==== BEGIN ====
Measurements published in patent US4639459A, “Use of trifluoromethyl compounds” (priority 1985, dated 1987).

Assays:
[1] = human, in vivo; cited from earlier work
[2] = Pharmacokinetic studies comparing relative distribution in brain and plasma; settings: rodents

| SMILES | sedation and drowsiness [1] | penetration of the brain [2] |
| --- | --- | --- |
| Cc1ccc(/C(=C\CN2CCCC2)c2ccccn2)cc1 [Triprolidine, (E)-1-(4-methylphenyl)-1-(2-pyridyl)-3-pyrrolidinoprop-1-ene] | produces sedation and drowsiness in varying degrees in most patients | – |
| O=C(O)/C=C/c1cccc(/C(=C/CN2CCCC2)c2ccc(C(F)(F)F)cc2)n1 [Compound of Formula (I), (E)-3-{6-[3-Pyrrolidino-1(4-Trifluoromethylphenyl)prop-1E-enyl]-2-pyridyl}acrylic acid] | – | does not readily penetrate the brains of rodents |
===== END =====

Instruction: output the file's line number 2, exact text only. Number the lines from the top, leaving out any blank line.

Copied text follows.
Assays: